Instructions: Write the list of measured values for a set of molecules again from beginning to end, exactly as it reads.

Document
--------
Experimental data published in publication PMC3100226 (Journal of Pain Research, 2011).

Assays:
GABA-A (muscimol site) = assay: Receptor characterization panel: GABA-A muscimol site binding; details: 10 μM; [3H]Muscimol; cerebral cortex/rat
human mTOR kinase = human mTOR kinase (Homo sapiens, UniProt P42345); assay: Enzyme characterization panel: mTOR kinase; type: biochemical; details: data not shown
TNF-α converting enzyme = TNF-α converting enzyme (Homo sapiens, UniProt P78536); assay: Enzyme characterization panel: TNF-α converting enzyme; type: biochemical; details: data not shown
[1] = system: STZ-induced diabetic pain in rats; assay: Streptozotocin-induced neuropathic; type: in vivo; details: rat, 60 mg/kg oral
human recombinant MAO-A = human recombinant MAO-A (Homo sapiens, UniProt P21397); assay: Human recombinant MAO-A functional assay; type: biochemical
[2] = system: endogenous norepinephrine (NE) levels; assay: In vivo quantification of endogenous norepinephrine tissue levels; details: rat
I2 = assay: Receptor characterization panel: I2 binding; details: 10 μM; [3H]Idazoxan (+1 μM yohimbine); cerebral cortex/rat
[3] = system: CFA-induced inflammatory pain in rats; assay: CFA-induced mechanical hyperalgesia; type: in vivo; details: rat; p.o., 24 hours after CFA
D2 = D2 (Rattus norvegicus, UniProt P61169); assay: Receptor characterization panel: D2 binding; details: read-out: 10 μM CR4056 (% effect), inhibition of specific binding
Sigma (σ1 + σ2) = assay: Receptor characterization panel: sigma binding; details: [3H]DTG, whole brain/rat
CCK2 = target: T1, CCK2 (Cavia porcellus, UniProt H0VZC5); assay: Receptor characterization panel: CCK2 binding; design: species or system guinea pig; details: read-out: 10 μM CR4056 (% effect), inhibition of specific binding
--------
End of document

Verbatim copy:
Experimental data published in publication PMC3100226 (Journal of Pain Research, 2011).

Assays:
GABA-A (muscimol site) = assay: Receptor characterization panel: GABA-A muscimol site binding; details: 10 μM; [3H]Muscimol; cerebral cortex/rat
human mTOR kinase = human mTOR kinase (Homo sapiens, UniProt P42345); assay: Enzyme characterization panel: mTOR kinase; type: biochemical; details: data not shown
TNF-α converting enzyme = TNF-α converting enzyme (Homo sapiens, UniProt P78536); assay: Enzyme characterization panel: TNF-α converting enzyme; type: biochemical; details: data not shown
[1] = system: STZ-induced diabetic pain in rats; assay: Streptozotocin-induced neuropathic; type: in vivo; details: rat, 60 mg/kg oral
human recombinant MAO-A = human recombinant MAO-A (Homo sapiens, UniProt P21397); assay: Human recombinant MAO-A functional assay; type: biochemical
[2] = system: endogenous norepinephrine (NE) levels; assay: In vivo quantification of endogenous norepinephrine tissue levels; details: rat
I2 = assay: Receptor characterization panel: I2 binding; details: 10 μM; [3H]Idazoxan (+1 μM yohimbine); cerebral cortex/rat
[3] = system: CFA-induced inflammatory pain in rats; assay: CFA-induced mechanical hyperalgesia; type: in vivo; details: rat; p.o., 24 hours after CFA
D2 = D2 (Rattus norvegicus, UniProt P61169); assay: Receptor characterization panel: D2 binding; details: read-out: 10 μM CR4056 (% effect), inhibition of specific binding
Sigma (σ1 + σ2) = assay: Receptor characterization panel: sigma binding; details: [3H]DTG, whole brain/rat
CCK2 = target: T1, CCK2 (Cavia porcellus, UniProt H0VZC5); assay: Receptor characterization panel: CCK2 binding; design: species or system guinea pig; details: read-out: 10 μM CR4056 (% effect), inhibition of specific binding